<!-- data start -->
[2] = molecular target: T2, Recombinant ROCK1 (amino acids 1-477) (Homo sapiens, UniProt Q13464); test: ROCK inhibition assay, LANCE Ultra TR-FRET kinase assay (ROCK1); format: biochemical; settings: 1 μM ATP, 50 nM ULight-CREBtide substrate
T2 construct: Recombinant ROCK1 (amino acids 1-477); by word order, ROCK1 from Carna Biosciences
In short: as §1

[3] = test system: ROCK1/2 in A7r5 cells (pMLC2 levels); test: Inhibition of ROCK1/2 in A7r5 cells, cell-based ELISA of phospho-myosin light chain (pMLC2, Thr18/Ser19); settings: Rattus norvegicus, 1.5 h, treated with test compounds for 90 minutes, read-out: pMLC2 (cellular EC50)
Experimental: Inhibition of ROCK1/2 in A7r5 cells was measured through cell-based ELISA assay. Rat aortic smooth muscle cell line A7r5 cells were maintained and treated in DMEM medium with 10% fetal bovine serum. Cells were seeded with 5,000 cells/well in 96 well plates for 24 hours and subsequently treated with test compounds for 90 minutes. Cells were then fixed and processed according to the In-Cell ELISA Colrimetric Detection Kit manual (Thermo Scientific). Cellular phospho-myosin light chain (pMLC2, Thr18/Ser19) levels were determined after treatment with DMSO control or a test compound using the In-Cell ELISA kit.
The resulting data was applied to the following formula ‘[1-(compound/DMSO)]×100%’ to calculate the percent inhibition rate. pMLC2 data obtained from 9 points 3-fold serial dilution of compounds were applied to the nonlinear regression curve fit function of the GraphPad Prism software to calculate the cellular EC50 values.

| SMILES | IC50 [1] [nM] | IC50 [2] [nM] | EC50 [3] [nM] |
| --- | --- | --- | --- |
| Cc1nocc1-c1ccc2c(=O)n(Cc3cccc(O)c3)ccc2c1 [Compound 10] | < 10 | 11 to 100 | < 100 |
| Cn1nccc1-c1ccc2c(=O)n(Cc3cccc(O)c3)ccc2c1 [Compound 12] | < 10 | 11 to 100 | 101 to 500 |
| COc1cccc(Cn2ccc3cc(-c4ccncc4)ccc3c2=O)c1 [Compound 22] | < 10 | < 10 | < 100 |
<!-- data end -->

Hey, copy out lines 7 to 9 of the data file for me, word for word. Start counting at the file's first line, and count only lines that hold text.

| SMILES | IC50 [1] [nM] | IC50 [2] [nM] | EC50 [3] [nM] |
| --- | --- | --- | --- |
| Cc1nocc1-c1ccc2c(=O)n(Cc3cccc(O)c3)ccc2c1 [Compound 10] | < 10 | 11 to 100 | < 100 |